West Ham’s Alleged Pursuit of Martin Braithwaite Makes No Sense – Literally, None

Martin Braithwaite
Martin Braithwaite does not have any Premier League experience. | Soccrates Images/Getty Images

In case you haven’t seen, West Ham have been linked with a move for Barcelona striker Martin Braithwaite.

Now, before we go any further, let me share you with my expression when I opened a couple of mocking WhatsApp messages this morning.

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The first one I received read, “Toby, why are West Ham, SO West Ham”. That message was swiftly followed by one that simply said, “Martin Braithwaite lol”.

Now, if that doesn’t tell you that what we’re about to touch on is so overwhelmingly typical of the club I’ve supported for the past 30 years, I don’t know what will.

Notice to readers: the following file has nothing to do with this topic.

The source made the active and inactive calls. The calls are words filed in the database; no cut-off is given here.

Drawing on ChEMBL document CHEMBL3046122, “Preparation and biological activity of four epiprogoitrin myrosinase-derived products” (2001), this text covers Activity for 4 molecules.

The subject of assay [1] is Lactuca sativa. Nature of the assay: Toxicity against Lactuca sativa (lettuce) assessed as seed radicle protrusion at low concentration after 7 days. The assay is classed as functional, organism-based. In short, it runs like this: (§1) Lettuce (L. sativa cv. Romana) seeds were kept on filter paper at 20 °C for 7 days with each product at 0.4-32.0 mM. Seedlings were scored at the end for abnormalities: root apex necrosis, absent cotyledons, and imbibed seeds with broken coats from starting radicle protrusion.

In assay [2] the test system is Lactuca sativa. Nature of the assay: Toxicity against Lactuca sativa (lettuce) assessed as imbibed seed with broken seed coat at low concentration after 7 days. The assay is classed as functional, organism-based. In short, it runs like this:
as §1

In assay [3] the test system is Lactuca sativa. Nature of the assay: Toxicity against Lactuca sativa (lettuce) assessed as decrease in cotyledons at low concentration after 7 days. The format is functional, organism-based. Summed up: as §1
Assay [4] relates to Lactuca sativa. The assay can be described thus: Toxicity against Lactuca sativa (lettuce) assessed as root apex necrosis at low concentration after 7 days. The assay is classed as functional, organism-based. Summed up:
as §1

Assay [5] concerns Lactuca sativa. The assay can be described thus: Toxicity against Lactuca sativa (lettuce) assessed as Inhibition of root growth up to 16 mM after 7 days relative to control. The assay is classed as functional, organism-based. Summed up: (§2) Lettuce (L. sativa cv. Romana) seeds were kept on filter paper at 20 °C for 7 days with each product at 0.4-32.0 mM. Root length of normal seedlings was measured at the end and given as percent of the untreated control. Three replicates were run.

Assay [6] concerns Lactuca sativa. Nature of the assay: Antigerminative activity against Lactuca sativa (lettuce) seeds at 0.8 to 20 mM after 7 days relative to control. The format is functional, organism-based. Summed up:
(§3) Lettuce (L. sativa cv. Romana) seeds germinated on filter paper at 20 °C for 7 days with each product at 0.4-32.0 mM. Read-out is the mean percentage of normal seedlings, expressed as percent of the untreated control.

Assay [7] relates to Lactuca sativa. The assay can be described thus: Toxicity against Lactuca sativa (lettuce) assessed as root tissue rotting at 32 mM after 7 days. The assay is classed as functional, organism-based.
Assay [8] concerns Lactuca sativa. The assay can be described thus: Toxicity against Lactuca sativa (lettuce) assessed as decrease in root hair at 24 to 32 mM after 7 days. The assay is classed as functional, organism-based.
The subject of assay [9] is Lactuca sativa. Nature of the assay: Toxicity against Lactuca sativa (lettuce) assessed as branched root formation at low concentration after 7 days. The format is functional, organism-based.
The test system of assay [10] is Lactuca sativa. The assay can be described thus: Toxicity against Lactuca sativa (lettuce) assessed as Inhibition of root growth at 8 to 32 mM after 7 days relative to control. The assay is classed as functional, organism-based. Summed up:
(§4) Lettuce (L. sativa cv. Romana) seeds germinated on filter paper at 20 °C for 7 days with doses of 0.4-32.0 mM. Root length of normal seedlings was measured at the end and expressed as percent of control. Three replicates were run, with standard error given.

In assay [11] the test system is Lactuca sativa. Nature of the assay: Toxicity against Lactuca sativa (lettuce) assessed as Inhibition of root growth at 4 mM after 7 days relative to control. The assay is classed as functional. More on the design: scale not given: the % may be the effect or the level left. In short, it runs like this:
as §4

What it also serves is a very untimely reminder that West Ham have little to no concept of understanding what a good Premier League striker looks like, nor do they know what to do with a player who could possibly be one.

Just last year, it came to light how bad the club’s recruitment has been in this particular department over the last decade. At that time, 38 strikers had been brought to the club under the ownership of David’s Gold and Sullivan – and you don’t need a degree from Oxford University to work out how many of those turned out to be successful.

Araujo IlanAraujo Ilan
Remember Ilan? No, not many West Ham fans do either | Phil Cole/Getty Images

Then came the club-record signing of Sebastien Haller. A fee of £45m – so rumour has it – was paid to Eintracht Frankfurt off the back of a very successful season in the Bundesliga. The numbers behind that success? 15 goals in the league and five on the continent, guiding the Germans to a surprise Europa League semi-final spot.

The thing that made Haller a success there was that he played in a two-man strike partnership alongside Luka Jovic. The pair linked up superbly – knocking balls down for each other while making a general nuisance of themselves – and it allowed the Serbian to also score a truck load of goals.